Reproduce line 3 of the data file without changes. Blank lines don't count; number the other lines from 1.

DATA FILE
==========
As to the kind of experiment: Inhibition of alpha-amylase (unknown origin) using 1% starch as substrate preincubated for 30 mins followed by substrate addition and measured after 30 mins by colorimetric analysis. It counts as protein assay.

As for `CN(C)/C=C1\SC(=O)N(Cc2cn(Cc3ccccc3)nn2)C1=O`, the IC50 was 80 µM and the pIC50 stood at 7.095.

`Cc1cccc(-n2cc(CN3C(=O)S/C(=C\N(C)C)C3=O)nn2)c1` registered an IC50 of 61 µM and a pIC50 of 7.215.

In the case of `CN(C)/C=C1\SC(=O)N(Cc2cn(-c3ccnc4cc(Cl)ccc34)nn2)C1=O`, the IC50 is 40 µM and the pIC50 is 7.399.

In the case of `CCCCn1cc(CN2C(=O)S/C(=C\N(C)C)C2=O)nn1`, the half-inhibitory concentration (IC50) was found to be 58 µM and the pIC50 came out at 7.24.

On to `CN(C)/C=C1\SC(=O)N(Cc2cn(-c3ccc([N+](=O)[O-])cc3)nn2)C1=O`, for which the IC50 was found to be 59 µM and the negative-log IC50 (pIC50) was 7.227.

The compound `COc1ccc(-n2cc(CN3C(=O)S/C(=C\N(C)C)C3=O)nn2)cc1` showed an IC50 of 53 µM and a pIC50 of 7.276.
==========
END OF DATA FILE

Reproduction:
`Cc1cccc(-n2cc(CN3C(=O)S/C(=C\N(C)C)C3=O)nn2)c1` registered an IC50 of 61 µM and a pIC50 of 7.215.